In the vein of You’re Never Weird on the Internet (Almost) and Black Nerd Problems, this witty, incisive essay collection from New York Times critic at large Maya Phillips explores race, religion, sexuality, and more through the lens of her favorite pop culture fandoms.
From the moment Maya Phillips saw the opening scroll of Star Wars, Episode V: The Empire Strikes Back, her life changed forever. Her formative years were spent loving not just the Star Wars saga, but superhero cartoons, anime, Buffy the Vampire Slayer, Harry Potter, Tolkien, and Doctor Who—to name just a few.
As a critic at large at The New York Times, Phillips has written extensively on theater, poetry, and the latest blockbusters—with her love of some of the most popular and nerdy fandoms informing her career. Now, she analyzes the mark these beloved intellectual properties leave on young and adult minds, and what they teach us about race, gender expression, religion, and more.
Spanning from the nineties through to today, Nerd is a collection of cultural criticism essays through the lens of fandom for everyone from the casual Marvel movie watcher to the hardcore Star Wars expanded universe connoisseur. “In the same way that the fandoms Phillips addresses often provide community and a sense of connection, the experience of reading Nerd feels like making a new friend” (Karen Han, cultural critic and screenwriter).
About the Author
Maya Phillips is a critic at large at TheNew York Times and the author of the poetry collection Erou. She received her BFA in writing, literature, and publishing with a concentration in poetry from Emerson College and her MFA in poetry from Warren Wilson’s MFA Program for Writers. Maya’s alter egos are Natsu Dragneel, the Eleventh Doctor, and Dustin Henderson from Stranger Things. She lives in Brooklyn. Visit MayaBPhillips.com and follow her on Twitter @MayaBPhillips.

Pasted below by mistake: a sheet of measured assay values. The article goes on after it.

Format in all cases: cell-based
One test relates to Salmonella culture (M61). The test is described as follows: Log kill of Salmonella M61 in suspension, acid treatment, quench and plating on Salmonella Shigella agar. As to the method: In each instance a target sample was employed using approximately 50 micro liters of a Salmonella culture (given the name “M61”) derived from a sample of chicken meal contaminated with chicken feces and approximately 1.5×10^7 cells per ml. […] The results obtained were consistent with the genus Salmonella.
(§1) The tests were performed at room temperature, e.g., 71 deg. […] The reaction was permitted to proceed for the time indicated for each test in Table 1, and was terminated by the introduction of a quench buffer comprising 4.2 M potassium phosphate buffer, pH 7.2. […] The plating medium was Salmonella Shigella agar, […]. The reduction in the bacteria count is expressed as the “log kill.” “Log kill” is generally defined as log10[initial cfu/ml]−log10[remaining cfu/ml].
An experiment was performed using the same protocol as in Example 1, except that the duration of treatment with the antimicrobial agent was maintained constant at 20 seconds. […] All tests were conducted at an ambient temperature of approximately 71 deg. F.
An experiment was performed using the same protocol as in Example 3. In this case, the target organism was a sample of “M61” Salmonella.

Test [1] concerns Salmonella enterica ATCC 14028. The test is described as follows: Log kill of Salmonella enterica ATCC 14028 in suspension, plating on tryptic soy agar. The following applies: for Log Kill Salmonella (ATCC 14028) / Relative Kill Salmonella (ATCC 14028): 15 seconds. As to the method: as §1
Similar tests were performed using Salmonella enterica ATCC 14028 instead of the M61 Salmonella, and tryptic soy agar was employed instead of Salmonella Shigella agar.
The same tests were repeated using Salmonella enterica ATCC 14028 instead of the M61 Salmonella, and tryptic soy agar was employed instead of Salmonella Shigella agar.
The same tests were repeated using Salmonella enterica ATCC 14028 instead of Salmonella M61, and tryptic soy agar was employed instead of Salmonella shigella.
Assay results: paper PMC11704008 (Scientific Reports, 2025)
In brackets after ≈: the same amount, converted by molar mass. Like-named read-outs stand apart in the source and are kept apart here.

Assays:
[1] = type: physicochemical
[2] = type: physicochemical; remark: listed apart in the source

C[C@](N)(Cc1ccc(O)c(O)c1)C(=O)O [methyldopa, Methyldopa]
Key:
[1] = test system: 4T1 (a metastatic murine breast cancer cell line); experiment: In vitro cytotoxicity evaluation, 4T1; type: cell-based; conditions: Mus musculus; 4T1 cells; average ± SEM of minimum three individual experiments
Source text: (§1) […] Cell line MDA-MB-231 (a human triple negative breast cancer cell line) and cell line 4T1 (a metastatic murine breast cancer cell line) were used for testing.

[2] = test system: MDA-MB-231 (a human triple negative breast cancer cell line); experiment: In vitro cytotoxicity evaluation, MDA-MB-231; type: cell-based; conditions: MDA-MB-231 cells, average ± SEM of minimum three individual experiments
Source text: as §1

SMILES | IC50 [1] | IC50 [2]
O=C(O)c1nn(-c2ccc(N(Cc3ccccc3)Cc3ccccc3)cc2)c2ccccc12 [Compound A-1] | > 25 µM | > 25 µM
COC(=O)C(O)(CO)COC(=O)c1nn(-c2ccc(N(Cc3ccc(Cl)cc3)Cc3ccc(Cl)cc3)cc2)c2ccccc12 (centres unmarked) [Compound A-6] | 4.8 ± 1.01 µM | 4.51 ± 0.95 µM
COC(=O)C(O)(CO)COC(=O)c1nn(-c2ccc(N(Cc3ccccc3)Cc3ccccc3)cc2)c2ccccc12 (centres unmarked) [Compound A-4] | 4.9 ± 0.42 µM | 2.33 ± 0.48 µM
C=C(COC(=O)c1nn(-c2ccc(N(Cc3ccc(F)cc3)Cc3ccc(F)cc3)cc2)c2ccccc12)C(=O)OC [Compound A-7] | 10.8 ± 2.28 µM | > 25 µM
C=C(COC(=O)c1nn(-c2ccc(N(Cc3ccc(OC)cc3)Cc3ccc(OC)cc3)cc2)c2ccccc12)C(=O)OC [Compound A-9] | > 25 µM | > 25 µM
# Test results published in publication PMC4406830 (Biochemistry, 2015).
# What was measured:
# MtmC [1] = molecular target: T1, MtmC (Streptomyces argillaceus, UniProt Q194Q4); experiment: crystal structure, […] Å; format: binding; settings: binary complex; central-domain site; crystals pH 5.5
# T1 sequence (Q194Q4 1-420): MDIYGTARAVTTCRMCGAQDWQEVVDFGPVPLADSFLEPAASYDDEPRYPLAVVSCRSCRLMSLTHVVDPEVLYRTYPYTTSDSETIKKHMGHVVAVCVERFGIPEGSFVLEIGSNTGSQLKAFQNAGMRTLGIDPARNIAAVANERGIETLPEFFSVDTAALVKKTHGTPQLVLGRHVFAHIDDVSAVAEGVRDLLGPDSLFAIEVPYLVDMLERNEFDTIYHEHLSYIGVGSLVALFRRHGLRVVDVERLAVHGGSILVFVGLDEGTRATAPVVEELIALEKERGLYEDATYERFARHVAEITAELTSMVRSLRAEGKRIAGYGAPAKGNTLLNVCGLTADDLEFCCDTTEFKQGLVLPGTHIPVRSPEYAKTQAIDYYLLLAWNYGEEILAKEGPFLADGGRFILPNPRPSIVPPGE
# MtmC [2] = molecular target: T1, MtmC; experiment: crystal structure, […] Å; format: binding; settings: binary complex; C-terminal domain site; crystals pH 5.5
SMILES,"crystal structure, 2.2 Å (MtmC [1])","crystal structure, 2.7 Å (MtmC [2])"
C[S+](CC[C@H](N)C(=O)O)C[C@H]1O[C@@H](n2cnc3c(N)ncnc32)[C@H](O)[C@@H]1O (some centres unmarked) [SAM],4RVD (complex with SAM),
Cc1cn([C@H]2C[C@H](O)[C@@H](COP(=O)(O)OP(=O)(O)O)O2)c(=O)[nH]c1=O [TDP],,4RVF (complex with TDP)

“Maya Phillips has done the impossible: She has rescued fandom from the toxic grip of trolling dude-bros and reclaimed it for the rest of us, reminding readers why we become fans in the first place. A personal Pilgrim’s Progress of one nerd’s journey from Hoth to Mordor, Wakanda to Sunnydale, the Island of Long to a mystical land named ‘Manhattan’ (via a fluid prose that inspires its own swooning acolytes), Phillips’s superhero origin story shows us an alternate universe in which fantasy lit, comic books, and anime do not stunt one’s personal growth and adult perspectives—they enable them. It’s worth its weight in mecha suits.” — David Fear, senior editor at Rolling Stone magazine
“From its very first pages, NERD is a delight. Equal parts autobiography and history of the way these genres and fandoms—and fandom itself—has grown, this collection of essays provides an impressive look at the larger cultural context in which these movies, TV shows, and comics exist. In the same way that the fandoms Phillips addresses often provide community and a sense of connection, the experience of reading NERD feels like making a new friend.” — Karen Han, culture critic, screenwriter, and author of Bong Joon Ho: Dissident Cinema
“Like the heroes’ journeys that inspired her, Maya’s odyssey into fandom will resonate with anyone who ever camped out in the graphic novels section. Maya is a kindred spirit and Nerd a handy guide for fans of everything, everywhere.” — Daniel Kibblesmith, author and Emmy-nominated TV writer
“With humor and exacting criticism, Phillips serves up food for thought—a whole meal, really—for anyone who’s ever struggled to see themselves as the hero.” — BookPage (“2022 Preview: Most Anticipated Nonfiction”)
“These sparkling essays demolish the boundaries between high and low art.” — Publishers Weekly
“Hardcore fans will enjoy the analysis while new viewers will find a wealth of ideas.” — Library Journal
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